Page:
FILE PHOTO: European Union flags flutter outside the EU Commission headquarters in Brussels, Belgium June 17, 2022. REUTERS/Yves Herman

EU to Resume Talks on Russia’s Oil Price Cap

After failing to reach an agreement on a price cap for Russian gas, the EU is set to resume talks on limiting the price of Russian crude on Friday night.
And, just as was the case for natural gas, the bloc has so far failed to agree on how strict the price cap should be or how it should be implemented. Countries such as Poland are opposed to the EU executive arm’s proposal to set a $65 per barrel limit, saying it was too generous to Russia while others like Greece don’t want to go below that level.
Indeed, Bloomberg has reported that currently, Russia’s premium grades are only selling for $52 per barrel, meaning the EU’s proposed level of $65-$70 would hardly have the desired effect.
It’s a reality that European Commission Vice President Valdis Dombrovskis has acknowledged, saying, “If you put the price cap too high, it doesn’t really bite. Oil is the biggest source of revenue for the Russian budget, so it’s very important to get this right so it really has an impact on Russia’s ability to finance this war,” he has told Bloomberg TV. First proposed by the US, the aim of the price cap is two-fold: to keep Russian oil flowing while also limiting Moscow’s revenue.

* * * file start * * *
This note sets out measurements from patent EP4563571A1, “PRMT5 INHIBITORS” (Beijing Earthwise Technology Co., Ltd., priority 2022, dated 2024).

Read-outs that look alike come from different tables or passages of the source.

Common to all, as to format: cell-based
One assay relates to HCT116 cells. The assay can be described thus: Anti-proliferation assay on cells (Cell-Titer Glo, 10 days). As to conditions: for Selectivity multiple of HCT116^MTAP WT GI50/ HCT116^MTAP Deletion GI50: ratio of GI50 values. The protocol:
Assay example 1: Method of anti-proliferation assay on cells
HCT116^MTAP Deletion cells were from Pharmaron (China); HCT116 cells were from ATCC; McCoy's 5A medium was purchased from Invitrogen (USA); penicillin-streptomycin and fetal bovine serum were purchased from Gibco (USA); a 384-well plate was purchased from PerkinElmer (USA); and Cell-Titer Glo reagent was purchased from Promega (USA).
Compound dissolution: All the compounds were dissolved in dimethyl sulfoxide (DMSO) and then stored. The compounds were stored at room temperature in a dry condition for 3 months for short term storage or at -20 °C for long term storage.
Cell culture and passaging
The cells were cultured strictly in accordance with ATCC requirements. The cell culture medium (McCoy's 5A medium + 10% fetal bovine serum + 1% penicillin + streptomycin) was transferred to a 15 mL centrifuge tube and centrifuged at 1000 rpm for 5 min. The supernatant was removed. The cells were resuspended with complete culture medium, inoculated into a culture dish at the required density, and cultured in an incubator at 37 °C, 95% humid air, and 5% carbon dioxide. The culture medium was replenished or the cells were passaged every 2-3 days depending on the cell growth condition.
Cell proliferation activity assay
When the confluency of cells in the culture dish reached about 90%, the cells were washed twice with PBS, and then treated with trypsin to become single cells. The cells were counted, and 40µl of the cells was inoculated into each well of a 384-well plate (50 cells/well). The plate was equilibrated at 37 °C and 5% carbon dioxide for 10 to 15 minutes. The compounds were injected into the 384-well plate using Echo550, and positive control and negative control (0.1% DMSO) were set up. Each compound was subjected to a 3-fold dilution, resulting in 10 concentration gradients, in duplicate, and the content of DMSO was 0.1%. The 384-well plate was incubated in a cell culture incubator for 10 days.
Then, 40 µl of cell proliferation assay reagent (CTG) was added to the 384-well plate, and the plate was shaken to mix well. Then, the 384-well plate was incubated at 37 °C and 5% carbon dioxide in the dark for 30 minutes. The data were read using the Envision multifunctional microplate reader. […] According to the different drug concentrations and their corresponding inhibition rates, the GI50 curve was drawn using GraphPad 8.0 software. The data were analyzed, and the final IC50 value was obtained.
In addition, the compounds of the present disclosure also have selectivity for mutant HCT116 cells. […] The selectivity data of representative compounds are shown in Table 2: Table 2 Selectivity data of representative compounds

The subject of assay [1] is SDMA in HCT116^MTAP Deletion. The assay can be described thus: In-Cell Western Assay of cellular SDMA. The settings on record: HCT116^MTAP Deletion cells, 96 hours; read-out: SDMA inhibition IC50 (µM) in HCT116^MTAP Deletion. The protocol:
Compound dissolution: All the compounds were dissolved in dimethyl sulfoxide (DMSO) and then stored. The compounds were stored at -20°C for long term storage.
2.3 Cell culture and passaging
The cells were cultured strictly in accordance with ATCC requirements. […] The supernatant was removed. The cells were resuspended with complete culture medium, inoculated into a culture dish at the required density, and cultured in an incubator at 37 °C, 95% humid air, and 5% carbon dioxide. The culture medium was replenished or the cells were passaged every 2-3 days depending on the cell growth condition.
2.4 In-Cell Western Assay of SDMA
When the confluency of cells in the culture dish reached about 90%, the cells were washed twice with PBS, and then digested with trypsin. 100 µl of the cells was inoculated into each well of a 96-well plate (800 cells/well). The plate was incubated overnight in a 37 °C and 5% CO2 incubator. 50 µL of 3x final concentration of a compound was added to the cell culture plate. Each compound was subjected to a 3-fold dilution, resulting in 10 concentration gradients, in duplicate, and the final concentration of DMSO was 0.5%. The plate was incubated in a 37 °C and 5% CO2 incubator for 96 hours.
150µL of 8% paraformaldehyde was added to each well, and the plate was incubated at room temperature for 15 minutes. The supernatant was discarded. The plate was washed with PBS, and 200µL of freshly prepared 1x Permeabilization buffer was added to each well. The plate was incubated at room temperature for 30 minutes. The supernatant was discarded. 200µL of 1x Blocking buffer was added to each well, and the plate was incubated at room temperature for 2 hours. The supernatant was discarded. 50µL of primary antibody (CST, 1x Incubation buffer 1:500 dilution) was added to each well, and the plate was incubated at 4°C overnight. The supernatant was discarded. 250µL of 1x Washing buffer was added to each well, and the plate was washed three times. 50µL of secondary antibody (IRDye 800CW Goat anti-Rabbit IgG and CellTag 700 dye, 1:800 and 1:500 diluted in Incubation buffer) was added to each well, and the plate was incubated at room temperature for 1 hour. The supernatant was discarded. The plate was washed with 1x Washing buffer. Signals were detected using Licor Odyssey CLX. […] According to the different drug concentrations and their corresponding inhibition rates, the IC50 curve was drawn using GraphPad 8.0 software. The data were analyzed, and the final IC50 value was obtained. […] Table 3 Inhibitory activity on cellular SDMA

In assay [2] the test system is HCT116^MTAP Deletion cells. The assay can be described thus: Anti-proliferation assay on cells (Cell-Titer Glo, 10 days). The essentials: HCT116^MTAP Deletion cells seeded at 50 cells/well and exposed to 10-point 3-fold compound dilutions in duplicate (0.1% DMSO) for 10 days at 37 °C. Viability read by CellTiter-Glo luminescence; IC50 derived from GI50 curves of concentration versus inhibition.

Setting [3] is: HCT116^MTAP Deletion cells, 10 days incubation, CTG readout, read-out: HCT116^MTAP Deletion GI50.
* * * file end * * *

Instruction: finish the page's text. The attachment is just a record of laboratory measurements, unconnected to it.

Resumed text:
The diplomats will be hoping that talks on the cap actually succeed where recent plans to attempt to introduce price caps on natural gas prices across the bloc hit a dead-end after EU energy ministers on Thursday failed to reach an agreement amid deep divisions. Czech Industry Minister Jozef Sikela has, however, said that the ministers did manage to agree on other “important measures”, including joint gas purchases, supply solidarity in times of need, and expediting the authorization process for renewable energy.
Sikela has also revealed that the ministers will meet again In December to try and work out their differences.
Earlier this week, the European Commission issued a statement whereby it declared what it called a “safety price ceiling” for gas prices set at 275 euros, or $283 dollars, per megawatt-hour.

About Parvin Faghfouri Azar

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